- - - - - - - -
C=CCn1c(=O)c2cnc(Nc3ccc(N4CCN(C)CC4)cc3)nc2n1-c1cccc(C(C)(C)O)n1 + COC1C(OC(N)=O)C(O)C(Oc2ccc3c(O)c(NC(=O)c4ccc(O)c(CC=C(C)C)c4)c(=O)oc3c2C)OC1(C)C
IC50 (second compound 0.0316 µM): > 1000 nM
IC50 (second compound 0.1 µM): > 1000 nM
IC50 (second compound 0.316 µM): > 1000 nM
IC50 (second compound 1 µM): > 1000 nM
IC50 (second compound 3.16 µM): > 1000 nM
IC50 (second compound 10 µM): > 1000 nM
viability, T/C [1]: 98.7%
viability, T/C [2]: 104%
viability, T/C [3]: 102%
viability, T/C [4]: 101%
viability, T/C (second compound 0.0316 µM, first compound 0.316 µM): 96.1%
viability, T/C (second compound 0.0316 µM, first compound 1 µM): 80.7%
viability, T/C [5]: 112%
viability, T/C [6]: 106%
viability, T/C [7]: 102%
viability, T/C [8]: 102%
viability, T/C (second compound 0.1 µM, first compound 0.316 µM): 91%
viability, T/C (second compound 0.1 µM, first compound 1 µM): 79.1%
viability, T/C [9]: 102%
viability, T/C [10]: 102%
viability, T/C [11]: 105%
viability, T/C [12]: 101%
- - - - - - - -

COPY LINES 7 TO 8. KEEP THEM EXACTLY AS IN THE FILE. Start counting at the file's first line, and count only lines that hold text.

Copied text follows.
IC50 (second compound 10 µM): > 1000 nM
viability, T/C [1]: 98.7%